Charlestown is a blue-collar neighborhood in Massachusetts and crime can be a way of life there. Families pass down their knowledge and status in the crime syndicate like it’s an antique family heirloom.
Doug MacRay (Ben Affleck) is a smart and intuitive guy. He also happens to be the brains of a four-man robbery squad. He has grown up around crime and it’s what is expected of him. During a recent robbery, his longtime friend and partner James Coughlin (Jeremy Renner) takes the bank manager, Claire (Rebecca Hall), hostage as insurance. Now, the heat is on as the police and F.B.I. are getting closer to rounding out suspects. Leading the charge is Det. Adam Frawley (Jon Hamm). Coughlin knows Claire is the only person who was around them enough to give any sort of possible identification, so Doug goes out to check and see what Claire actually knows. But when he gets around her, he is intrigued and moved by her and befriends her. Now, as Doug’s feelings grow for Claire and the heists are getting bigger and closer together, will he choose the life of crime or tell her the truth and go straight? Will his crew and the local crime boss Fergie “The Florist” (Pete Postlethwaite) let him leave the life that he is outgrowing?
Written, directed by and starring Ben Affleck, “The Town” is based on the novel “Prince of Thieves” by Chuck Hogan. Being marketed as a gritty crime drama, at the heart of this movie is a surprisingly moving drama about human interaction and relationships. Although there are a few subplots that really didn’t need to be pushed into this movie, overall the pace and story moved us swiftly through the streets of Charlestown as the group of robbers were being steadily pursued by the F.B.I. and along the way we had some stellar performances. Affleck’s second attempt at directing shows growth since the first movie he directed — “Gone Baby Gone” — and even though “The Town” doesn’t reach for the same emotional tug that movie did, it still seems to be able to pull you in and get you to root for the main character, even though he is a bank robber.
Affleck’s familiarity with the locations in which he shot this film really shows — a movie like this stereotypically would be shot dark and gritty but amidst all of this chaos and gunfire I found myself placed in some beautiful and organic areas in the city. Being encased by cement and old buildings during the robberies, and then out near parks and the ocean during scenes between Doug and Claire, really made Charlestown seem multi-dimensional and a fresh perspective on a classic heist film. Ben Affleck and Rebecca Hall did have a connection onscreen and I believed their budding romance. The sweetness of the romantic relationship also helps bring a balance to the violence in the film. Hall’s portrayal of someone that was terrorized and is going through post-traumatic stress was sad and moving, the way her hands shook slightly whenever she remembered the robbery and her abduction or the way she’s slightly more guarded was subtle but still got the point across.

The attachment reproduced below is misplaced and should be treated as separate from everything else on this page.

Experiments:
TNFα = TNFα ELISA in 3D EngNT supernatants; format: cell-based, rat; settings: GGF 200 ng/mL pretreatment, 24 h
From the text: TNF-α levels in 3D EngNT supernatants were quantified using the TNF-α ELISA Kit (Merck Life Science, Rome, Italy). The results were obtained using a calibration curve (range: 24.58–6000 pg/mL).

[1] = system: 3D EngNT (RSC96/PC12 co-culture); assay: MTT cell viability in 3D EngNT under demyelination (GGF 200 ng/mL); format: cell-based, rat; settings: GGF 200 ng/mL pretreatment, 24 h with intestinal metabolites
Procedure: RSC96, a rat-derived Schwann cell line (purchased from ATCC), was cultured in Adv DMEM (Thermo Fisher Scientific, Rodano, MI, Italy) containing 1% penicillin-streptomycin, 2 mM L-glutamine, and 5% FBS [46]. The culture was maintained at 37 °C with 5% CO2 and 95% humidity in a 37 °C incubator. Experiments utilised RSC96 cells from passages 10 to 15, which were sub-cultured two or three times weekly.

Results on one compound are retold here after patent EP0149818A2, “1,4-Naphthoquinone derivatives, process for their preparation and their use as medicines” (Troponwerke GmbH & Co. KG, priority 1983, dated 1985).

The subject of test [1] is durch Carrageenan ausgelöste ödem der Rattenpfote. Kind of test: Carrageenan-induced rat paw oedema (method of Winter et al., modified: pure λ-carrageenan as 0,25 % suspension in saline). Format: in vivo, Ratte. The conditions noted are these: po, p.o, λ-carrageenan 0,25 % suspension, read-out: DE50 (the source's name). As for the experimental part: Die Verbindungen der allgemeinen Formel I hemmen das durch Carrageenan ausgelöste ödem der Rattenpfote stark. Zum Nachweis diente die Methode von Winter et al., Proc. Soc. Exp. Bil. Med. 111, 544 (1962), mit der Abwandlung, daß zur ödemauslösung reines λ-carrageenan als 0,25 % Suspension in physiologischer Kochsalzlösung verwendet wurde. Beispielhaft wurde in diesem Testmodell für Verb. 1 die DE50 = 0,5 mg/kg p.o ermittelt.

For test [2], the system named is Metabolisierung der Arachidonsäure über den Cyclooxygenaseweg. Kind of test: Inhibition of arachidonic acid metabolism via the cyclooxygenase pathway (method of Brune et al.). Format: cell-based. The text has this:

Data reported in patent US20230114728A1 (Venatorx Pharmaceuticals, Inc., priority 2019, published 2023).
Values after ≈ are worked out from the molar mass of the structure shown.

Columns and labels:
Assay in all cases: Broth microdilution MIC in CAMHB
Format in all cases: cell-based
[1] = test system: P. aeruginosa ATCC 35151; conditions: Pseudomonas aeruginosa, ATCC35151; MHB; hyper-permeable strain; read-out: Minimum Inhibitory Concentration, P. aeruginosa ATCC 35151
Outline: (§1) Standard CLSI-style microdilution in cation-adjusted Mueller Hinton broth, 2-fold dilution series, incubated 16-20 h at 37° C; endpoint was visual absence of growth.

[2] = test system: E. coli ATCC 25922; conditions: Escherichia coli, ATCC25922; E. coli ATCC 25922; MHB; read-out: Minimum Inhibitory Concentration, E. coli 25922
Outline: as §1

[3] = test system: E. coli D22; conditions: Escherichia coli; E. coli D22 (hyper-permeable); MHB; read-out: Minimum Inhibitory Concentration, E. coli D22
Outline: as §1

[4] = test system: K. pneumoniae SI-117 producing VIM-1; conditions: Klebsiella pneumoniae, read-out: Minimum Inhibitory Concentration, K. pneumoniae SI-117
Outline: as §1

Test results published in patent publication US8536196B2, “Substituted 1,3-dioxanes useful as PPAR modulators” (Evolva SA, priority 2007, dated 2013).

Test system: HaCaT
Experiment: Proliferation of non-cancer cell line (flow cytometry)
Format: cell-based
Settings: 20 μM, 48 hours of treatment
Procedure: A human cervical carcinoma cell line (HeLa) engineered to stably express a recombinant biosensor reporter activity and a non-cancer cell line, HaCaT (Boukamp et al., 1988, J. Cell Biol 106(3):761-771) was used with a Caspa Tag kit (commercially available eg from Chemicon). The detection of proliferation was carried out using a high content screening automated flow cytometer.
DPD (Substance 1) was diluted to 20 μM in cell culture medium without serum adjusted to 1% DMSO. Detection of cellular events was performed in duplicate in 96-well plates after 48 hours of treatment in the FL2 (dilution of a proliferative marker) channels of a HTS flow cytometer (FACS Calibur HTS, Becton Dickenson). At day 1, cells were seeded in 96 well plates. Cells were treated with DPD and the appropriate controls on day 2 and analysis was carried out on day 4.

The stellar performances by the supporting cast really helped take “The Town” to a higher level. Jeremy Renner’s performance as the hot-headed best friend with a serious chip on his shoulder kept me riveted while he was onscreen. Yes, I did also want to punch him a few times, but that just means that he is doing his job correctly. The instability of his character made him fun to watch onscreen and kept you on the edge of your seat because you didn’t know what he was going to do next. Jon Hamm as the pursing F.B.I. agent was compelling and totally believable — the intensity in his eyes and the determination he has in this role were enough to make me forget about his womanizing character from “Mad Men” for the duration of the film. Another big part of this movie is guilt, Doug wants to get out of the robbery business but his friends won’t let him. Holding past jail time over his head and the fact that his father Stephan (Chris Cooper) is in jail for not turning “rat” on his crew, they use his fears and anxieties against him to agree to more bank jobs.
Some of the other supporting characters were unfortunately not fully realized, though. Blake Lively was one of them. Lively plays Krista Coughlin, James’ beautiful yet promiscuous sister and ex-girlfriend to Doug, and she didn’t have the right accent to match the other actors in the film and I mostly just found her annoying. She was barely seen in the movie, but when she was onscreen she was either in a bar drunk or high somewhere, plus slurred speech didn’t really help her plight to be engaging onscreen. She had the look right, but her story was barely even tapped in the film and her as a single mother didn’t come across well either. I was hoping to see a bit more from her since she was cast as the female lead in 2011’s “The Green Lantern” opposite Ryan Reynolds.
Not playing to all of the typical stereotypes associated with “heist” films but just enough to be a nod to popular films of the past, we get an eclectic mixture of action and suspense, drama with emotions and enough gunfire to win a war. Affleck has pulled off a decent film with lots to love in it. With current references to pop culture, an intense opening robbery like in “The Dark Knight,” a soft score to flush out the emotional scenes and a surprising amount of laughs in it, “The Town” has plenty to offer people of different interests and I think most will enjoy it.
“The Town” opens Sept. 17 and is rated R for: strong violence, language, some sexuality and drug use.
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